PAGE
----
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Under normal homeostatic conditions, the human body is at a constant balance between clot formation and destruction. Physiologic hemostasis occurs as a result of a complex interaction among platelets, the vascular endothelium, the coagulation cascade, and the fibrinolytic system. Any disorder or xenobiotic that alters this equilibrium can produce either excessive thrombosis or hemorrhage. Numerous pharmacologic agents have been developed to prevent thrombus formation by interfering with platelet adhesion or aggregation, or by interfering with the clotting cascade. Numerous additional drugs, including those working by novel mechanisms, are in various stages of development.1

Thrombus formation involves an interaction between the coagulation cascade and platelets. The coagulation cascade (Figure 178-1) involves interplay between the contact activation pathway (formerly called the intrinsic system) and the tissue factor pathway (formerly referred to as the extrinsic system). This interaction ultimately produces thrombin, a critical enzyme in the coagulation system.2,3 The binding of tissue factor to factor VII activates the latter (factor VIIa), which subsequently catalyzes the conversion of factors IX and X to their active forms. The common pathway begins with the conversion of factor X to its active form (Xa), which in turn converts prothrombin to thrombin, which ultimately catalyzes the conversion of fibrinogen to fibrin.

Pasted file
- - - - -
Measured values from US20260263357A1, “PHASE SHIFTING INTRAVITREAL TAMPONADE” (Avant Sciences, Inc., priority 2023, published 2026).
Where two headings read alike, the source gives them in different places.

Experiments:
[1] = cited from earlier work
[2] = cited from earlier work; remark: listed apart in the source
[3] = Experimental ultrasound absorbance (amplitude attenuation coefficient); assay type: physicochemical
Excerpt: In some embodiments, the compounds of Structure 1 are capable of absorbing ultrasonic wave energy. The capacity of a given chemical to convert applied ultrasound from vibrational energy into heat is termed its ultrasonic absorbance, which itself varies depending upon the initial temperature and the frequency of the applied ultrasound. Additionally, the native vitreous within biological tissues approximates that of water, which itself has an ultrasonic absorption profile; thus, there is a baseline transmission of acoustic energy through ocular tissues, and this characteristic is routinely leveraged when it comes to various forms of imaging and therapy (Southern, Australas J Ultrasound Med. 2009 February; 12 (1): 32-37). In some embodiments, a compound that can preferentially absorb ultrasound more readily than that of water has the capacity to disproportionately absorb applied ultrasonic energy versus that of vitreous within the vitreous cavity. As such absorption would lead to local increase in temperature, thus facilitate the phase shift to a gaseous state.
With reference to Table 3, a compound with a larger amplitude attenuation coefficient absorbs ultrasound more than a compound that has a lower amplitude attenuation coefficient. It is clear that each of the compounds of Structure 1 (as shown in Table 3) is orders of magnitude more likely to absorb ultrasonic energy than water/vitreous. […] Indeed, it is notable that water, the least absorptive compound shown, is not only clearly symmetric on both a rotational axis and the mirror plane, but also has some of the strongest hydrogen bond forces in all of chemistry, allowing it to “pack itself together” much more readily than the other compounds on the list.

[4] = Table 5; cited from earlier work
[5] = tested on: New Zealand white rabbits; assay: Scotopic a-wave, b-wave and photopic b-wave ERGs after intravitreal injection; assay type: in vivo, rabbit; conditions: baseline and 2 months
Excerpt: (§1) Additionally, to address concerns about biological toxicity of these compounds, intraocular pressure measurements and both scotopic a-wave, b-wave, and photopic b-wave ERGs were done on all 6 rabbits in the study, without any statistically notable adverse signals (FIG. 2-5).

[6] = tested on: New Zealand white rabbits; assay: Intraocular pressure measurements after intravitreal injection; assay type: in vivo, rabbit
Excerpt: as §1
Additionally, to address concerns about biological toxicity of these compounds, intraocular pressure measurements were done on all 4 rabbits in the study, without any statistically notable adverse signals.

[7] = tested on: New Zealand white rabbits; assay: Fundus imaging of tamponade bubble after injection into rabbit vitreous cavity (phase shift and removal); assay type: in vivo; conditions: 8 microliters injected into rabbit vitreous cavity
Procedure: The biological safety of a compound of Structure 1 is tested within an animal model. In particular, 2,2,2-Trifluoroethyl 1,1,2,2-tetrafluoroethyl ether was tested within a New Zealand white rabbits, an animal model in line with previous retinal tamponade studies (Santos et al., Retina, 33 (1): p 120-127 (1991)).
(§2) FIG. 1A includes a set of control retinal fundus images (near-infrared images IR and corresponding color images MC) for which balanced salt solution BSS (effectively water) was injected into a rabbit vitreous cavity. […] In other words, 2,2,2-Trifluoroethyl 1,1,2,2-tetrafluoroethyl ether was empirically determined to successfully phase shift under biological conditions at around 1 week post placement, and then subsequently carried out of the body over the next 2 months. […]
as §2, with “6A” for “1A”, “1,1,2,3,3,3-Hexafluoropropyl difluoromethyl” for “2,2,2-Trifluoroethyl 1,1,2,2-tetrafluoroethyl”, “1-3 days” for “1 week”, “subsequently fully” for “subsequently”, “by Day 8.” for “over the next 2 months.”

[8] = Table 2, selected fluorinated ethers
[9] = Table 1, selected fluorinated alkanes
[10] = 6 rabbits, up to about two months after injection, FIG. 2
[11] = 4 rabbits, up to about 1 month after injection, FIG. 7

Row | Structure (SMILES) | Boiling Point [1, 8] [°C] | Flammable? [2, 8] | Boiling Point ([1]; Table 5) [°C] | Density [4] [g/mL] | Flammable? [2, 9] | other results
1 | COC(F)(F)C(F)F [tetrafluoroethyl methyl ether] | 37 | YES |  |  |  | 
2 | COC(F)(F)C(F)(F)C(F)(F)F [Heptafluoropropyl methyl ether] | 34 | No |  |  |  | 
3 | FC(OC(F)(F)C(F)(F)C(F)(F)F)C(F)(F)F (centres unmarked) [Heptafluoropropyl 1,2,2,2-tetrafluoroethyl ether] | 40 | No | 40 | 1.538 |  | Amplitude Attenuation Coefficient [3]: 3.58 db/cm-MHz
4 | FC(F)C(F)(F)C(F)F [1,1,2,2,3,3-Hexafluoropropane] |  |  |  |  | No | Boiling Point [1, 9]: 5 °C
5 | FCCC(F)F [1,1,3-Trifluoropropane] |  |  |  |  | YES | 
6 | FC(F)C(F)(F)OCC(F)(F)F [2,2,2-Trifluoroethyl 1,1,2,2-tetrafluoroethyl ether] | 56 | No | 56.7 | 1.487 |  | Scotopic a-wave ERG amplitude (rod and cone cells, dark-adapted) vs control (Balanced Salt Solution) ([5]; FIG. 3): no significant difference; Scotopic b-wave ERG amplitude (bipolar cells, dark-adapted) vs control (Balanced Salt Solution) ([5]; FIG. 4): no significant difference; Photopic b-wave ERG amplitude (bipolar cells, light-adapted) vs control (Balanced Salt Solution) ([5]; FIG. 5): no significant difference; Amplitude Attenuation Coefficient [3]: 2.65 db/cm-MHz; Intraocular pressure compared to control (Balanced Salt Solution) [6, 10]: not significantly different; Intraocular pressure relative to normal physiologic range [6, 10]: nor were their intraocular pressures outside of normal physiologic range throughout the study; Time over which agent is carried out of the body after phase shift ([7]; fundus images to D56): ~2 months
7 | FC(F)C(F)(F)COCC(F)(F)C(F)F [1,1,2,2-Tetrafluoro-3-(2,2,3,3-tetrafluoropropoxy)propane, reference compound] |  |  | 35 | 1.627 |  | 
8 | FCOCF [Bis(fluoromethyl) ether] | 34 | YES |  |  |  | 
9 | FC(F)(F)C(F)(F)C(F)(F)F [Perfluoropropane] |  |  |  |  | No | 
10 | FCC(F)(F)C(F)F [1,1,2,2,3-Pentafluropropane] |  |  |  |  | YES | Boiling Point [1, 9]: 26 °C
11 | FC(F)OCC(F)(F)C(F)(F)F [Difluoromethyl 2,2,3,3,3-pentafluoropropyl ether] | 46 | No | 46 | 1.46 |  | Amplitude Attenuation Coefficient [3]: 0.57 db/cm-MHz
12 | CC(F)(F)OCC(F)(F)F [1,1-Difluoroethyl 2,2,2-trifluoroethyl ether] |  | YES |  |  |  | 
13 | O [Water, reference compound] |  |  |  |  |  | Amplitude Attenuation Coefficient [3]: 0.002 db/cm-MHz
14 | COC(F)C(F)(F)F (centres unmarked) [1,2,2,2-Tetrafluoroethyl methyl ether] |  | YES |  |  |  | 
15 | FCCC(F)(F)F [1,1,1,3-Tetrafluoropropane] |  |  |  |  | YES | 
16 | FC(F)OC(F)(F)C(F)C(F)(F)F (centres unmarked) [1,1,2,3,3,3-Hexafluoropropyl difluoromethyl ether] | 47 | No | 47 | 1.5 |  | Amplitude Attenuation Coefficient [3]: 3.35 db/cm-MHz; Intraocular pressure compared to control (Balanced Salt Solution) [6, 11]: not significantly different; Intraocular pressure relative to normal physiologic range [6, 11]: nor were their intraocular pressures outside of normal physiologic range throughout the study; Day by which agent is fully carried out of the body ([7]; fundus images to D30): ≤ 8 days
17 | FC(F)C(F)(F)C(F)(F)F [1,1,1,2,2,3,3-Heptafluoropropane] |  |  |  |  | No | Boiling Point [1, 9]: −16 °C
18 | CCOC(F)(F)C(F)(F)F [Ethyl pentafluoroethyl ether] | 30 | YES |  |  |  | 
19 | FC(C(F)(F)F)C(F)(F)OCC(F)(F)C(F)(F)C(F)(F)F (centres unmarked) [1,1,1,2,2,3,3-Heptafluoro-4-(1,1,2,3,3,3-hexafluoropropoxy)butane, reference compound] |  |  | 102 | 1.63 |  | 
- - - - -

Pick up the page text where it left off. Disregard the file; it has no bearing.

Simultaneously, clot formation is also occurring at the local level, at the site of the damaged endothelium. The damaged endothelium releases endothelin, which results in vasoconstriction, one of the first steps in achieving hemostasis. The damaged endothelium also expresses tissue factor, ensuing platelet binding to the endothelium.4,5 Platelets are secured to the vascular injury via glycoprotein Ib/V/IX. Von Willebrand factor (VWF) is critical for the integrity of this glycoprotein complex.6 Platelet adhesion involves platelets binding to the damaged endothelium VWF.6,7 Platelet activation occurs in response to numerous mediators, including adenosine diphosphate (ADP), thromboxane A2, epinephrine, and thrombin.6 Ultimately, platelet aggregation occurs via the glycoprotein IIb/IIIa receptor.8 The absolute stability of the aggregated platelets requires fibrin connect the glycoprotein IIb/IIIa complexes between platelets.6

Because thrombus development is complex with numerous steps required for successful formation, multiple different classes of drugs, each with unique mechanisms of action have been developed to halt this process. This chapter focuses on different drugs the pediatric patient may be administered therapeutically or accidentally. The pathophysiology of each drug along with laboratory monitoring and treatment strategies are discussed. As specific recommendations for the management of pediatric patients are often lacking, recommendations are extrapolated from the adult literature, where applicable, and adjusted for pediatric patients when appropriate.



Vitamin K antagonists are used medically (e.g. warfarin) as well as industrially (e.g. long-acting anticoagulant rodenticides [LAAR], or “superwarfarins”) (Figure ...

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